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Stormwater is water that used to soak into the ground and become ground water prior to development but runs off of impervious surfaces, collecting pollutants until it ultimately enters our surface waters.  These pollutants include trash, chemicals, sediment, and oils among many others.  Population growth and development rates are increasing the amount of pollutions and the volume and rate of runoff from impervious surfaces.  Stormwater runoff pollution causes changes in hydrology and water quality that then result in habitat modifications, increased flooding, decreased aquatic biological diversity, and increased sedimentation and erosion.  Best management practices (BMPs) like bioretention areas filter out pollutants and/or prevent pollution by controlling it at its source.

Bioretention areas capture and treat shallow amounts of stormwater runoff from impervious surfaces, like roads, parking lots, rooftops, etc.  These concave areas are built using specific soil media, mulch, and vegetation.  This soil media is composed of sand, pea gravel, and gravel.  Stormwater runoff will be filtered and treated by traveling through the soil into the groundwater table or an underdrain pipe draining to local sewers or an appropriate outlet.  Holden Arboretum has compiled a list of woody plants to be planted in bioretention areas and rain gardens that can be viewed by clicking here.  These plants are able to survive both wet and dry weather, and their long roots help filter and treat stormwater.

Water Quality B19235669-mmmainenefits – Bioretention areas are able to reduce peak stormwater rates by providing runoff storage.  In fact, post-development runoff rates in areas with bioretention cells are approximately equal to pre-development runoff rates.  These areas are able to infiltrate up to 90% of annual rainfall, thus mitigating flooding impacts.  Bioretention cells provide a number of water quality benefits by removing 95-98% of metals and reducing total nitrogen by 40%, nitrate-nitrogen by 15-75%, and phosphorus by 65%.  Depending on the soil percolation rate, this treated water will either infiltrate into the groundwater or return to surface water via underdrain pipes.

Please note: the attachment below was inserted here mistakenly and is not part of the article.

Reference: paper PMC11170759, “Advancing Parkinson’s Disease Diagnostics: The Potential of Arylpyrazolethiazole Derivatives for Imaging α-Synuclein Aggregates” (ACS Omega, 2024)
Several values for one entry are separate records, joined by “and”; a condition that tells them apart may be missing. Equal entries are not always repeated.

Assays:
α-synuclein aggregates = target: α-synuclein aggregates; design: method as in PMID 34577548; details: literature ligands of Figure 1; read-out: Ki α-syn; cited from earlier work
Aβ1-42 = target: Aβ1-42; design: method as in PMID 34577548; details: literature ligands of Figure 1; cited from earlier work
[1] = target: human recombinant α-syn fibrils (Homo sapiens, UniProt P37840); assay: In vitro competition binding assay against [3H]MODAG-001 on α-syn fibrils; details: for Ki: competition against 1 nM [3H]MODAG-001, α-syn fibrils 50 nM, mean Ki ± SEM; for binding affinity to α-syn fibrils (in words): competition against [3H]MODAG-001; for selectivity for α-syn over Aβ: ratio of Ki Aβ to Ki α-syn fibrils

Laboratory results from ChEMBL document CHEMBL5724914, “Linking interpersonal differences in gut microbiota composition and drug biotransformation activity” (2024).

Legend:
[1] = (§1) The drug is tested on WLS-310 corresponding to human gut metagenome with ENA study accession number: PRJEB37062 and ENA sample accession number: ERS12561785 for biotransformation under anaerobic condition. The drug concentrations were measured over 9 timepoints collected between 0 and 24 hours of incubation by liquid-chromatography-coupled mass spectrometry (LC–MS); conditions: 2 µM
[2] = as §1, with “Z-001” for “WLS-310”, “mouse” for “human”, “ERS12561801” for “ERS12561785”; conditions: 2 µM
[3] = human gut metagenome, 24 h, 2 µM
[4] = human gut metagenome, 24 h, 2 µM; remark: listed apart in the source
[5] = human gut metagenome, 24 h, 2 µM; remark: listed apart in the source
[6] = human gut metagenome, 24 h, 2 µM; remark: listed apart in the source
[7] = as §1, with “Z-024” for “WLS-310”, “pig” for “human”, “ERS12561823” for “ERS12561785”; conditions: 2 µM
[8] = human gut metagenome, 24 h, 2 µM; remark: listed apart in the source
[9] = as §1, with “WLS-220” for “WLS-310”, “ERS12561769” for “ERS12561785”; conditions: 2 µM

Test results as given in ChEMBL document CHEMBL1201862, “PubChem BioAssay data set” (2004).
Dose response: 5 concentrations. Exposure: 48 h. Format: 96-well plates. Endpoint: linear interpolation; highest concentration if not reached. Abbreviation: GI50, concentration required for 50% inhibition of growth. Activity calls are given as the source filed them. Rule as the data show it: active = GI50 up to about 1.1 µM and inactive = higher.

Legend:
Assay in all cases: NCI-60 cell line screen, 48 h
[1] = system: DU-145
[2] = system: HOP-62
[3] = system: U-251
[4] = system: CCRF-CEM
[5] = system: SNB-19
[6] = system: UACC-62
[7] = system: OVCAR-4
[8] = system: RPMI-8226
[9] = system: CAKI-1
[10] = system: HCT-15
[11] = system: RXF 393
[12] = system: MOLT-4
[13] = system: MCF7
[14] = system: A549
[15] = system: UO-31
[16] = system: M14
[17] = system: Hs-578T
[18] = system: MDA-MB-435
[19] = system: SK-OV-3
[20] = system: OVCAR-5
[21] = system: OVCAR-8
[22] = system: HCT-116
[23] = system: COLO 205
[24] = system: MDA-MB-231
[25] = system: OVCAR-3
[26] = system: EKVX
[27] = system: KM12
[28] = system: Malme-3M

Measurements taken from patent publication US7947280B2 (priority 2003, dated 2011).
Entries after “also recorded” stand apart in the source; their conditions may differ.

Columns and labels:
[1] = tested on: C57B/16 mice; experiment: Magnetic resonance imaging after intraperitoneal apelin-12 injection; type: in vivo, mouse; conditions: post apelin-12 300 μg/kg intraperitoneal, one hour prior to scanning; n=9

Other Environmental Benefits – Bioretention areas help improve air quality in two ways.  By treating stormwater through natural means, these areas help reduce emissions from water treatment plants.  The plants within the bioretention c
ells also conduct carbon sequestration through photosynthesis, helping to purify our air.  Bioretention cells can also serve as habitats for wildlife and increase ground water recharge.

Site Specifications – A number of criteria should be considered when selecting sites for bioretention areas.  These cells cannot be built within a wetland or areas in which the ground water table reaches within four feet of the soil surface.  The
selected site should include a designated water overflow area.  If creating a bioretention area near a parking lot, the maximum water level of the bioretention cell must be 1-3 inches below the edge of the parking to prevent growth and build-up of debris acting like a dam.  Bioretention cells should be 9-12 inches deep in a depressed area.  The impermeable surface area should be 7.5 times the surface area of the bioretention cell for this specified depth.  To prevent erosion, the water velocity must be kept below 1-2 fps at the bioretention cell inlets.

Plant Selection – As mentioned before, Holden Arboretum has provided a list of woody plants to be used in bioretention cells.  You should choose plants relative to the type of soil on your site.  Different types of soil have varying infiltration rates, and plants will grow differently in each condition.  Avoid plants with aggressive roots that may infiltrate underground pipes in their search for air.  Never plant cherry trees in a bioretention cell; when flooded, the roots release poison to kill the tree.

Cost – The cost of building a bioretention cell depends on the qualities of the soil at your site.  In highly permeable soils (greater than 0.2 in/hr), the cost is estimated around $1.50-$3.00/ft2 because the runoff can be transferred to the ground water table after treatment.  Slowly permeable soils (less than 0.2 in/hr) will require runoff to be transferred to surface water through pipes after treatment, and thus the cost is higher, around $4.00-$6.00/ft2.  Yet preventing stormwater from entering combined sewer systems or requiring treatment has high avoidance costs, saving communities and residents money in the long run.  Bioretention cells have also been estimated to increase rental rates by 7% and property values by 2-8%.